I’ve never tasted a Gerard Bertrand wine that I didn’t like, whether it cost $10 or more than $100.
The French winemaker, producer, entrepreneur, etc., is one of the most energetic and creative viticulturalists in the world. He is greatly respected for his passion and commitment to preserving the land, especially in the Languedoc-Roussillon region where he has helped raise biodynamic farming methods to an art form.
If Bertrand were a Marvel Comics super hero, he’d be “Lord Green of the Languedoc.”
Bertrand learned the wine business from his late father Georges who died in a tragic accident in 1987.
He launched his own wine company in 1992 and hasn’t looked back. Over the years, his success has enabled the family business to acquire more than 16 vineyards in southern France.
In September, Bertrand hosted “The Ultimate French Wine Experience” to about a dozen global wine and food writers via Zoom from his headquarters in Narbonne. Along with award-winning sommelier Andreas Larsson, Bertrand discussed the unique “terroir, time and transcendance” of crafting wine in the diverse L-R zone.
Writers also received six premium wines to taste at their leisure.
I decided to host my own tasting panel of five neighborhood “experts” (see photo below) who love to drink wine and talk about it in generous terms. (Actually, one is an expert: Craig Gandolf, the national sales director at Cynthia Hurley French Wines in Needham, MA).
The night proved to be a smash, pairing Bertrand’s wines with a variety of cheeses and scallops wrapped in bacon.
Overall, the wines racked up impressive comments from this ebullient and motivated bunch.
Domaine de L’Aigle Chardonnay Limoux 2020, $34.99 (14.7% alcohol) – This 100 percent Chardonnay takes its name from eagles (L’Aigle) that nest high in the tree line near the elevated, 100-plus acre estate located in the foothills of the Pyrenees. Bertrand’s team gives the vines a lot of loving care, with regular manual pruning, de-budding and thinning out of leaves to optimize sunlight and the grape’s development.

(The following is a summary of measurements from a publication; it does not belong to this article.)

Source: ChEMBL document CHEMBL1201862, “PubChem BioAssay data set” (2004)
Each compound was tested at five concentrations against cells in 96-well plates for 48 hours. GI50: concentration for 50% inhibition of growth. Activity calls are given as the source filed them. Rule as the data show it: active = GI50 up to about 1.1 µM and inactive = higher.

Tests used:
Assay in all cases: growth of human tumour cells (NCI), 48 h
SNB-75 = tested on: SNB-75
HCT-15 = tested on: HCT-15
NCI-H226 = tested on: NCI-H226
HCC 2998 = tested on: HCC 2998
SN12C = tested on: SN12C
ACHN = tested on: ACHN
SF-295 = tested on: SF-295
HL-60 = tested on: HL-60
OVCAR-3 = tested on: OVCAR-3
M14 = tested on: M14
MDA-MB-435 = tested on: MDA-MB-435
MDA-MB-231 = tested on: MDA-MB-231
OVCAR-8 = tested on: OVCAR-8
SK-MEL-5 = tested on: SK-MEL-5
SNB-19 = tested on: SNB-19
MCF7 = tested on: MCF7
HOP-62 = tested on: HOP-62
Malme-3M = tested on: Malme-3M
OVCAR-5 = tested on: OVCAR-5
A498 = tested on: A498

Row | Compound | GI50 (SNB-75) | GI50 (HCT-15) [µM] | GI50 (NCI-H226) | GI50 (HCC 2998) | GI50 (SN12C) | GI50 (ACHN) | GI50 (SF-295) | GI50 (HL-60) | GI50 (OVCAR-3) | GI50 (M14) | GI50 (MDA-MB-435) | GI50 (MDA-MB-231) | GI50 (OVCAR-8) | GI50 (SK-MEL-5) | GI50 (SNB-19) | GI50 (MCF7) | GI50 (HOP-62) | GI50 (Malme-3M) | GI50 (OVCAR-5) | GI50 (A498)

The panel gave L’Aigle a top recommendation. Tasters cited its freshness, creamy texture, lemony taste and crisp minerality that bolstered a dry, extended finish. “No obvious flaws” wrote one contented drinker. Overall, L’Aigle soars.
Winemaker’s pairings: Roasted poultry, fish or seafood in sauce, mushrooms in a creamy sauce, and cheese or goat cheese tarts.
Domaine de L’Aigle Pinot Noir 2019, $34.99, (14.5% alcohol) – What does Bertrand think about this wine? “This is a really approachable Pinot Noir but it will evolve with beautiful secondary flavors with a little patience,” he said during the Zoom talk.
Pinot Noir is a difficult grape to master, but the Valle de L’Aude climate – Mediterranean sea breezes, plentiful sunshine, arid landscape, spring moisture – allow the fruit to mature steadily in the limestone and schist soils.
The panel expressed many superlatives about this ruby-colored wine: mouthwatering, ripe cherry and raspberry tart flavors, spicy finish, crisp acidity, complex taste and silky tannins.
Winemaker’s pairings: Ideal match for grilled red meat, roasted poultry, fish in sauce or grilled, and fine cheeses.
Cigalus (blanc) 2018, IGP Pays d’OC, $49.99, alcohol 14% – The Languedoc-Roussillon wine region is one of the largest in France, and the IGP Pays d’OC designation gives winemakers a broad brush to innovate with a diverse array of grape varietals.
Cigalus wines are made “off the beaten track”, so to speak, and some rate them as unclassified grand crus.
Bertrand’s white is a mix of estate-grown Chardonnay (80%), Viognier (15%) and Sauvignon Blanc (5%).
He says 70 percent of the pressed juice is fermented in new French oak while the rest is vinified in stainless steel vats. After malolactic fermentation, the wine ages in barrels for 7-8 months with regular stirring.